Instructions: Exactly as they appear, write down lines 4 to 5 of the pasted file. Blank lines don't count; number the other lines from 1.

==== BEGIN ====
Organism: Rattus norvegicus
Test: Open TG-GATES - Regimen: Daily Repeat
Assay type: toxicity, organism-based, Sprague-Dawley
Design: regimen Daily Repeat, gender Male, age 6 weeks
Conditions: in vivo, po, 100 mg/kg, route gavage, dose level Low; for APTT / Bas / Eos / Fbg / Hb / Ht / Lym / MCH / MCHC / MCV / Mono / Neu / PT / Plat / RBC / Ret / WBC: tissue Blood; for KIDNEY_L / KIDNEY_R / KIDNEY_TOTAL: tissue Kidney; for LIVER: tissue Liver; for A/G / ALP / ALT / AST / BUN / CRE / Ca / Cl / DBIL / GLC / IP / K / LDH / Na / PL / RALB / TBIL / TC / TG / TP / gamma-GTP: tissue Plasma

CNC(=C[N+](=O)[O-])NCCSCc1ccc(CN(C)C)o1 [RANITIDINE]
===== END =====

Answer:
Design: regimen Daily Repeat, gender Male, age 6 weeks
Conditions: in vivo, po, 100 mg/kg, route gavage, dose level Low; for APTT / Bas / Eos / Fbg / Hb / Ht / Lym / MCH / MCHC / MCV / Mono / Neu / PT / Plat / RBC / Ret / WBC: tissue Blood; for KIDNEY_L / KIDNEY_R / KIDNEY_TOTAL: tissue Kidney; for LIVER: tissue Liver; for A/G / ALP / ALT / AST / BUN / CRE / Ca / Cl / DBIL / GLC / IP / K / LDH / Na / PL / RALB / TBIL / TC / TG / TP / gamma-GTP: tissue Plasma